LCSD works to increase suicide awareness


Every life is precious to Tess Smith, especially the 10,000 students and 1,500 staff members that are placed under her care. When one of those students does something that she can’t control, Smith – the Lamar County School District Superintendent – feels the grief that stretches from the family to the friends to the school. It’s in her nature.

Because her responsibility stretches such great distances, Smith has asked students, teachers and staff to be aware of their environment, how things change and how people change.

Her message: “If you see something, say something!” Other protectors repeat those words.

With the recent suicide of a local student, Smith said it touched her deeply because of relationships.

“I am truly struggling with our recent loss,” she said. “We work with students and staff continually. IF YOU SEE SOMETHING, SAY SOMETHING! It works many times in many cases, but missing just one is too many.”

Ironically, as school personnel were grieving Monday night over the most recent tragedy, the school district’s Board of Education was approving a new policy designed to deal with suicides. The Policy Code: GADAC, is titled “Suicide Prevention Education In-Service Training.”

“The Board of Education of the Lamar County School District recognizes that suicide is a major cause of death among youth and should be taken seriously,” the policy said. “It is the policy of this school district to provide in-service training on suicide prevention education for all school district employees.”

The three positive steps that the district will use to work to reduce student suicides are prevention, intervention and postvention. With prevention, in-service training to all employees provides recognition of the signs of suicidal behavior.

Intervention targets taking action when a referral is warranted and providing support for students. Responding to suicide or a suicide attempt means using the district’s crisis response in postvention.

Lamar County Sheriff Danny Rigel agrees with Smith that students, teachers and staff must be concerned about what they see.

“A lot of times, there’s indicators,” he said. “Friends will notice. Families sometimes do or don’t notice. Friends sometimes will more readily notice the changes in behavior. If they are standoffish, if they stop hanging out with people they normally do; it can be a lot of things. It can be a lot of different things.”

However, the help may have to come from other resources, Rigel said.

“You may not be the person who can give them the help that they need,” he said. “Say something to somebody, whether it’s a counselor, a teacher, an administrator or the parents. If you see something, say something. You don’t even have to see anything; you can feel it.”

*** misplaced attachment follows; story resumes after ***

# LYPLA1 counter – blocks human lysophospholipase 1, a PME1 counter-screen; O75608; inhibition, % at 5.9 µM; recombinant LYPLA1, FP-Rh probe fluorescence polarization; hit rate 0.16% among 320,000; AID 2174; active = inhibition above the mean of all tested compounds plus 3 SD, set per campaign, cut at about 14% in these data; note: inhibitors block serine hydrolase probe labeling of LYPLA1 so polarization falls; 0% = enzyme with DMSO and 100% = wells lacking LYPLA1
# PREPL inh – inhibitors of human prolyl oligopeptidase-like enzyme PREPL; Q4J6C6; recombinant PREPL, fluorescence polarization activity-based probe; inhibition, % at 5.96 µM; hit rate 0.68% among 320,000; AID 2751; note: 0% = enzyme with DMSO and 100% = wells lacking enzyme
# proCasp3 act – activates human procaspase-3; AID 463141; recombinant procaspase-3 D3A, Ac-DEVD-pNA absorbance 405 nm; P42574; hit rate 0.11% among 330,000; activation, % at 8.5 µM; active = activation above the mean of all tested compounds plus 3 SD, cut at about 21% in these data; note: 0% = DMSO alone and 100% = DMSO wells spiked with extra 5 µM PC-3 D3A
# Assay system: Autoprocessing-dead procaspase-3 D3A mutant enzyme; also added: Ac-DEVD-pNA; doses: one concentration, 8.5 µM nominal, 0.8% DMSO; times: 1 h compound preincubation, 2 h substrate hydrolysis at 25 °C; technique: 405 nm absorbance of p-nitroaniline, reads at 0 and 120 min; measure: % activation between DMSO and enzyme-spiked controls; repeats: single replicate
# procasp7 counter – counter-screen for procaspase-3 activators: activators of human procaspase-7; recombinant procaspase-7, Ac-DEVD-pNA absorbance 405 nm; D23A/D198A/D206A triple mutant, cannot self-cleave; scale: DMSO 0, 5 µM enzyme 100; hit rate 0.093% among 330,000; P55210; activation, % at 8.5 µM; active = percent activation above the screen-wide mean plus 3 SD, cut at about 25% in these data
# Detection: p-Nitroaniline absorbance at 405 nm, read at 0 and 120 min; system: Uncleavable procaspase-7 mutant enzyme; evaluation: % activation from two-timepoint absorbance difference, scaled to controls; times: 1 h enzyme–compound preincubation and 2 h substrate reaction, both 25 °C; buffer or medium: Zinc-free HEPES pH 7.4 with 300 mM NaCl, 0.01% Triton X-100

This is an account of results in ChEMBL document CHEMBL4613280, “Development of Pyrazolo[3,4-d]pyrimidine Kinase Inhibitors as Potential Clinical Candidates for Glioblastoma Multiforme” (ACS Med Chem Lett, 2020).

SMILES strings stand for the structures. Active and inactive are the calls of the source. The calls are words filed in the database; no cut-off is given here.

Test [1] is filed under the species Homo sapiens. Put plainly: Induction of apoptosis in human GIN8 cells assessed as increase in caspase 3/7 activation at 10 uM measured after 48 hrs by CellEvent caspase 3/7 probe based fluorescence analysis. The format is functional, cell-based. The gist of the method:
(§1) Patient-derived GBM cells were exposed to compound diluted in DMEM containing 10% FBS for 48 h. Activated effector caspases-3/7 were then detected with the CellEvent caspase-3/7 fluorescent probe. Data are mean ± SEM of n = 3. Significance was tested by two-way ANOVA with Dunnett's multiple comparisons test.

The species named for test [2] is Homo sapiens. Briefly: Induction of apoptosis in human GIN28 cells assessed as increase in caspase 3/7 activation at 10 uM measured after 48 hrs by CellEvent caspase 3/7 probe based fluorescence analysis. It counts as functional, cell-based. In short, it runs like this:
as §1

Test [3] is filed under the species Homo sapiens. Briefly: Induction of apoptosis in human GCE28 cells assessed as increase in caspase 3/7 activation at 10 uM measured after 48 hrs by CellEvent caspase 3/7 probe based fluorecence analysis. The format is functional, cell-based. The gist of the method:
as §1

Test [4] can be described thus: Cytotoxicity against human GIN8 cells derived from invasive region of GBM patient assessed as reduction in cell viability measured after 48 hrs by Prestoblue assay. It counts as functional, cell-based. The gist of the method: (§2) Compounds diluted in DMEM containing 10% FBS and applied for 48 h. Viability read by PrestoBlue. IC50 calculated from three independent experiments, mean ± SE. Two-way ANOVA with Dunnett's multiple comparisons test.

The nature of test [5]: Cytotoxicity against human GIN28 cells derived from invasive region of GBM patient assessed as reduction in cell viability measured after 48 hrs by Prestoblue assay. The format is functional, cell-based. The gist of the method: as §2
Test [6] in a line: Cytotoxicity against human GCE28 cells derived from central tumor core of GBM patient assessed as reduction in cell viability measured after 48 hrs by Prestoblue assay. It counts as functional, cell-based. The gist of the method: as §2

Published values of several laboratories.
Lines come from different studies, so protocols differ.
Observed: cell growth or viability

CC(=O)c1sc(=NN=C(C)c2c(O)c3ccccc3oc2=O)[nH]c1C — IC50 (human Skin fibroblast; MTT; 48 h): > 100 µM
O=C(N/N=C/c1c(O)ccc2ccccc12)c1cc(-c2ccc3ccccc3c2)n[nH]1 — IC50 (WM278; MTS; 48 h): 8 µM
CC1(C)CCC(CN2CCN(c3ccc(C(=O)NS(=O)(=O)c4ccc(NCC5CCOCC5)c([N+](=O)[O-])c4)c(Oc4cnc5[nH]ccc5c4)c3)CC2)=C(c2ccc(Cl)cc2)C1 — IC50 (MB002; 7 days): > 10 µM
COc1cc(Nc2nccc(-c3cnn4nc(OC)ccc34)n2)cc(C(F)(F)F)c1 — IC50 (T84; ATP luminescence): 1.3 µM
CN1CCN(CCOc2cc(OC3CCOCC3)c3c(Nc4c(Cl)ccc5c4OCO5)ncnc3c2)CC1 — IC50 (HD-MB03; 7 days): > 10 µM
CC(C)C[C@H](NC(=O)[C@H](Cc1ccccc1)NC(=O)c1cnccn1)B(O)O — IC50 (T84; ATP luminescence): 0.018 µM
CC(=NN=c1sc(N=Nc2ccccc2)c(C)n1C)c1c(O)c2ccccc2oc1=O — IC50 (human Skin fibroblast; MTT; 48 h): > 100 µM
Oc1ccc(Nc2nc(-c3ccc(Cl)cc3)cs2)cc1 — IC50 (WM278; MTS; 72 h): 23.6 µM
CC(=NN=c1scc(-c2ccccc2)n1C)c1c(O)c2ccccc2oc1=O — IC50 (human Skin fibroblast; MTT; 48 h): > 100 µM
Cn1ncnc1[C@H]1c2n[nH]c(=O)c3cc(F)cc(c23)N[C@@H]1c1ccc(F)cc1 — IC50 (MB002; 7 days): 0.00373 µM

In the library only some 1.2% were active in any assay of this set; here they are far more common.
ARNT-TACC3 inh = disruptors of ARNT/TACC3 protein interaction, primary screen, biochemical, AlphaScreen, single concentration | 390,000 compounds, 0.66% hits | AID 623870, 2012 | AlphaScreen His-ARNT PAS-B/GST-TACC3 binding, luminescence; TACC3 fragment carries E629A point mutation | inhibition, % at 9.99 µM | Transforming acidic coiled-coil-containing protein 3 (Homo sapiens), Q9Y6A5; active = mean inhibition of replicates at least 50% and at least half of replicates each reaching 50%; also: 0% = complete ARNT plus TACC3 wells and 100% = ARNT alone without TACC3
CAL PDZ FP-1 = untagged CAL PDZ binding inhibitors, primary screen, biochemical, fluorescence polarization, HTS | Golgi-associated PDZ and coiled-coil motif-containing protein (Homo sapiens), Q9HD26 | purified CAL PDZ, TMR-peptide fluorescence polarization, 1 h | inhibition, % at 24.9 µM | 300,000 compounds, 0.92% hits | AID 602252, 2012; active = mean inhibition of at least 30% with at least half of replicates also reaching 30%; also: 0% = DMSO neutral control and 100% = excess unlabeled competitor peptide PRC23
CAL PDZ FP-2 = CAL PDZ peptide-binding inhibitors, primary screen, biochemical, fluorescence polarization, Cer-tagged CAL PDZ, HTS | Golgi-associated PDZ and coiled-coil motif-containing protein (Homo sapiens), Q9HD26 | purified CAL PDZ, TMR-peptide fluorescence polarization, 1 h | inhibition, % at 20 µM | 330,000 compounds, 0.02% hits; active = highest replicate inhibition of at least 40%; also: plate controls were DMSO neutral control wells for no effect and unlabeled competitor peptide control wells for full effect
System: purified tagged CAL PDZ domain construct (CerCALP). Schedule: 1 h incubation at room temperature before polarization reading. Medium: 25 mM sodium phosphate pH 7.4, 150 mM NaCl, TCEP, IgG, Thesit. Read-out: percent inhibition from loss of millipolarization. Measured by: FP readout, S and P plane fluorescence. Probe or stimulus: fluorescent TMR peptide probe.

In an open letter to students, Superintendent Smith said school is about more than academics. It is about surviving.

“There may be times that you will not fit in with others,” she wrote. “There may be times that you feel that everyone is against you. You will see that it is often much easier for some than others. Seek a survivor – meaning find someone that has crossed this finish line.”

Students need to find someone who will be there when they need them, Smith wrote. Parents can be those survivors.

“Remember, (adults) made it through,” she wrote. “They know a thing or two. Find one that will understand and support you. Seek a survivor – they are out there! … Seek a survivor, so that they can help you see what you have to offer the world!”

Smith wrote that survivors also can walk with students through troubled times.

“So many stressors that can seem overwhelming often surround you,” she wrote. “There are people who will see you through them. Seek friends who build you up and put you first. Have an adult that you trust that you can to go to in times of stress or need. No issue is too silly or minor if it is an issue that causes you to struggle. There are teachers who truly care about you. Yes, they are busy and want you to succeed academically, but they do care about you as a person. They do want to see what you can become! Seek a survivor – give them a chance to show you that they care.”

Smith wrote that students have to think about a bright future.

“The world is such a beautiful place,” she wrote. “Yes, sometimes you have to look past some things to see it. Look past. Seek your future. Seek a survivor who will see you through life! If you see something, say something!”